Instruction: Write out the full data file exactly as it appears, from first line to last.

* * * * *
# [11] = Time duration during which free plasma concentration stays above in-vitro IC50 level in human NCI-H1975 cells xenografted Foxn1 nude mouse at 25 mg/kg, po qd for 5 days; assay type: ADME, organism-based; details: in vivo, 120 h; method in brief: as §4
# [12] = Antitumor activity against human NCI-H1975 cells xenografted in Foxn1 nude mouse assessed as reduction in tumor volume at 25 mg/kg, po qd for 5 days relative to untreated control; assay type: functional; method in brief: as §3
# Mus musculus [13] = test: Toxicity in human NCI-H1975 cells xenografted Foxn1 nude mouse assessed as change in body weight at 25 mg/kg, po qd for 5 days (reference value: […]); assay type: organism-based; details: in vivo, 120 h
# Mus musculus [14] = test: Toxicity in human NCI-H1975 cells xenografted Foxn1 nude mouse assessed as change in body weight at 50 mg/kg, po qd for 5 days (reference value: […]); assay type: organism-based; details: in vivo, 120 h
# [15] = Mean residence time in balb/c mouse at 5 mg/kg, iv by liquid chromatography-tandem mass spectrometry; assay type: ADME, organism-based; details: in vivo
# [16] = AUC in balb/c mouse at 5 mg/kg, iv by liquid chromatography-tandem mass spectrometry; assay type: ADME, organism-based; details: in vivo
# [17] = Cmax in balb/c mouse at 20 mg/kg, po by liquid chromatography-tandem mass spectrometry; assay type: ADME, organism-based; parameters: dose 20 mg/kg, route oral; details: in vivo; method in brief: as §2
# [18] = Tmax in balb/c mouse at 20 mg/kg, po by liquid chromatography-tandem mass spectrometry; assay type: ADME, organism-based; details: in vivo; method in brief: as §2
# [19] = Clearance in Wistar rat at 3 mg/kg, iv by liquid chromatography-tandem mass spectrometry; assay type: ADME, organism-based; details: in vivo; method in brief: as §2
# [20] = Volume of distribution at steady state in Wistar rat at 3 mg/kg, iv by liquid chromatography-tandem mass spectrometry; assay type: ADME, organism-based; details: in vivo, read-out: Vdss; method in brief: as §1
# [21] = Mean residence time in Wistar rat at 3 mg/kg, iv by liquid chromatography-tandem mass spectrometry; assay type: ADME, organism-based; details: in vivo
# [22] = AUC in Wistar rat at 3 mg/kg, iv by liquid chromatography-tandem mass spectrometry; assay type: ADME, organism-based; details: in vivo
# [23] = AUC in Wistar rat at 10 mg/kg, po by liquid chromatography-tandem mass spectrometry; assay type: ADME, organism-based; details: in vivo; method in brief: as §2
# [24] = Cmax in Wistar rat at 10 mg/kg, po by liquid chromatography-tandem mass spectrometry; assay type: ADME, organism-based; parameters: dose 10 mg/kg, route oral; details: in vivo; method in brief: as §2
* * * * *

# [11] = Time duration during which free plasma concentration stays above in-vitro IC50 level in human NCI-H1975 cells xenografted Foxn1 nude mouse at 25 mg/kg, po qd for 5 days; assay type: ADME, organism-based; details: in vivo, 120 h; method in brief: as §4
# [12] = Antitumor activity against human NCI-H1975 cells xenografted in Foxn1 nude mouse assessed as reduction in tumor volume at 25 mg/kg, po qd for 5 days relative to untreated control; assay type: functional; method in brief: as §3
# Mus musculus [13] = test: Toxicity in human NCI-H1975 cells xenografted Foxn1 nude mouse assessed as change in body weight at 25 mg/kg, po qd for 5 days (reference value: […]); assay type: organism-based; details: in vivo, 120 h
# Mus musculus [14] = test: Toxicity in human NCI-H1975 cells xenografted Foxn1 nude mouse assessed as change in body weight at 50 mg/kg, po qd for 5 days (reference value: […]); assay type: organism-based; details: in vivo, 120 h
# [15] = Mean residence time in balb/c mouse at 5 mg/kg, iv by liquid chromatography-tandem mass spectrometry; assay type: ADME, organism-based; details: in vivo
# [16] = AUC in balb/c mouse at 5 mg/kg, iv by liquid chromatography-tandem mass spectrometry; assay type: ADME, organism-based; details: in vivo
# [17] = Cmax in balb/c mouse at 20 mg/kg, po by liquid chromatography-tandem mass spectrometry; assay type: ADME, organism-based; parameters: dose 20 mg/kg, route oral; details: in vivo; method in brief: as §2
# [18] = Tmax in balb/c mouse at 20 mg/kg, po by liquid chromatography-tandem mass spectrometry; assay type: ADME, organism-based; details: in vivo; method in brief: as §2
# [19] = Clearance in Wistar rat at 3 mg/kg, iv by liquid chromatography-tandem mass spectrometry; assay type: ADME, organism-based; details: in vivo; method in brief: as §2
# [20] = Volume of distribution at steady state in Wistar rat at 3 mg/kg, iv by liquid chromatography-tandem mass spectrometry; assay type: ADME, organism-based; details: in vivo, read-out: Vdss; method in brief: as §1
# [21] = Mean residence time in Wistar rat at 3 mg/kg, iv by liquid chromatography-tandem mass spectrometry; assay type: ADME, organism-based; details: in vivo
# [22] = AUC in Wistar rat at 3 mg/kg, iv by liquid chromatography-tandem mass spectrometry; assay type: ADME, organism-based; details: in vivo
# [23] = AUC in Wistar rat at 10 mg/kg, po by liquid chromatography-tandem mass spectrometry; assay type: ADME, organism-based; details: in vivo; method in brief: as §2
# [24] = Cmax in Wistar rat at 10 mg/kg, po by liquid chromatography-tandem mass spectrometry; assay type: ADME, organism-based; parameters: dose 10 mg/kg, route oral; details: in vivo; method in brief: as §2